Gestures, props and other attention-grabbers

I’ve just read Lisa Nielsen’s post about engaging learners with gesticulation, and now I’m curious: how many of us use gestures, objects and other things often enough? How much is enough? And how much is too much? I know that over the years I have developed a certain over-emotional, exaggerated classroom style – it’s a bit strange, but it helps 🙂 What about the online classroom, does it need more attention-grabbers or just as many?

Looks like I have more questions or answers for this one.

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Boil a pot of joy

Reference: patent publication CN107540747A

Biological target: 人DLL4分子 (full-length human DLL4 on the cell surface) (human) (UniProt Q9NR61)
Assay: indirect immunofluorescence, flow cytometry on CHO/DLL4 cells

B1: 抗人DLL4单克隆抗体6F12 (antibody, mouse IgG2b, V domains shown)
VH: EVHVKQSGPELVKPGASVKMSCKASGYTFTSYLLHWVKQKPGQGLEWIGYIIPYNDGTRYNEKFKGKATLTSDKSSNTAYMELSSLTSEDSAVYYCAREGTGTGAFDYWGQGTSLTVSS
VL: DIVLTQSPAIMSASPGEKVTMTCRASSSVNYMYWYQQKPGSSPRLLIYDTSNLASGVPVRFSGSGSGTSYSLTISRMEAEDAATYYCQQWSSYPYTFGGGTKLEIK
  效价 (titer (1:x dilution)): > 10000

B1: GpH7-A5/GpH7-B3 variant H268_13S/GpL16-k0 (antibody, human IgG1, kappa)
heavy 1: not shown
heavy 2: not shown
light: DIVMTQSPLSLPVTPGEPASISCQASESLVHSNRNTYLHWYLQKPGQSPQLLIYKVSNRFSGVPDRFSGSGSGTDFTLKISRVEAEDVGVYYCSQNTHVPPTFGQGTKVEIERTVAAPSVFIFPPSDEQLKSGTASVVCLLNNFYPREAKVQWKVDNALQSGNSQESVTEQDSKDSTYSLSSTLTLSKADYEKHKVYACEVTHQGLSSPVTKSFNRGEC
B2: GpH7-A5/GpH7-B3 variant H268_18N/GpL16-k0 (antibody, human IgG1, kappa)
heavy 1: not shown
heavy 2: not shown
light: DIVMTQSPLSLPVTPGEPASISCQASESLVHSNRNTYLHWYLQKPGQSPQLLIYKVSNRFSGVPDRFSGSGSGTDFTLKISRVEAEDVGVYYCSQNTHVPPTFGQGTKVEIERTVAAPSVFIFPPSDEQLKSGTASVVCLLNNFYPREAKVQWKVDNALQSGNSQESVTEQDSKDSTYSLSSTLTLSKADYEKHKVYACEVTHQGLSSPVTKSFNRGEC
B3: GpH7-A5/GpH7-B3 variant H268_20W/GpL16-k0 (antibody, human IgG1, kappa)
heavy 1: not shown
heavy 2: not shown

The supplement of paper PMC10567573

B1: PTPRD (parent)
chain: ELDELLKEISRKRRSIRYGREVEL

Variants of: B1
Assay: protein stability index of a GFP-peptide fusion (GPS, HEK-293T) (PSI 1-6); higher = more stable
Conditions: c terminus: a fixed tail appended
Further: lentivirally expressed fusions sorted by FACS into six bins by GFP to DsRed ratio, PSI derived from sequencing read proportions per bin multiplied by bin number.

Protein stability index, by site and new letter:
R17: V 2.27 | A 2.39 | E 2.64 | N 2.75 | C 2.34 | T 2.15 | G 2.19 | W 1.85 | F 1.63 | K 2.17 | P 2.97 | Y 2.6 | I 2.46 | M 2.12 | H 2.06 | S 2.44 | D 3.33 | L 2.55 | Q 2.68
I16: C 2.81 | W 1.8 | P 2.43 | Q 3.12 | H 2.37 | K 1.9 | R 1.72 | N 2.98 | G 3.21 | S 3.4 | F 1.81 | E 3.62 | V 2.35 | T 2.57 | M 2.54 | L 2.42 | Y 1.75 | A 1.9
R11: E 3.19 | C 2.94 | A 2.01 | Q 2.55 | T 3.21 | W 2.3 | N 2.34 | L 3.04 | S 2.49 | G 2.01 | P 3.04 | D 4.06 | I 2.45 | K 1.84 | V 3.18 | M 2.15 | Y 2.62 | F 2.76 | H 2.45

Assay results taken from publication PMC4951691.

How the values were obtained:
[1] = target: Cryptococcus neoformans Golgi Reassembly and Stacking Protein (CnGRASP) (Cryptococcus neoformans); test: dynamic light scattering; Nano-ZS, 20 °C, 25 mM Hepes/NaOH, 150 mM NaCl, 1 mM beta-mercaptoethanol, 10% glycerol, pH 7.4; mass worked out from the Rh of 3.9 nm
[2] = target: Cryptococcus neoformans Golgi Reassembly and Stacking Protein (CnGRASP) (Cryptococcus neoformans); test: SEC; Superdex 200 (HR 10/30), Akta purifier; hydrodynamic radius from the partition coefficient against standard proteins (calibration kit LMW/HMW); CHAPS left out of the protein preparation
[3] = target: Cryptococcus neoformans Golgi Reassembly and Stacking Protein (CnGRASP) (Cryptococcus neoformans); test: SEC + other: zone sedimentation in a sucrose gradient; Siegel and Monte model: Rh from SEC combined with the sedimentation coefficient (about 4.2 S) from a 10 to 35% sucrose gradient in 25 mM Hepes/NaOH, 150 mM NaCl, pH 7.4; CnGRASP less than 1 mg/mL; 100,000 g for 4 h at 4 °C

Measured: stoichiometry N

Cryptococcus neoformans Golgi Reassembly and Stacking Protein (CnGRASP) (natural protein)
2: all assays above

If my yesterday’s post didn’t bring joy into your teaching life, this article certainly will 🙂 TeachThought.com lists 20 ways that can make the classroom a little happier. Much as I am against the notion of mindless ‘fun’, this post is different in that it recommends very sane and worthwhile things like project-based learning. consistency, telling personal stories and generally being human. And it’s just great to have all these ideas in one place.

October Happiness

Mornings are getting darker and darker where I live – I can’t believe it’s 1 October already! To brighten up the autumn cold, here is a great printable calendar from ActionforHappiness.org: you can share it with students and encourage them to complete each daily task in English and write about it a special diary or even on Instagram.

My prinout with a bit of my desktop is featured in the photo – you can share yours 😉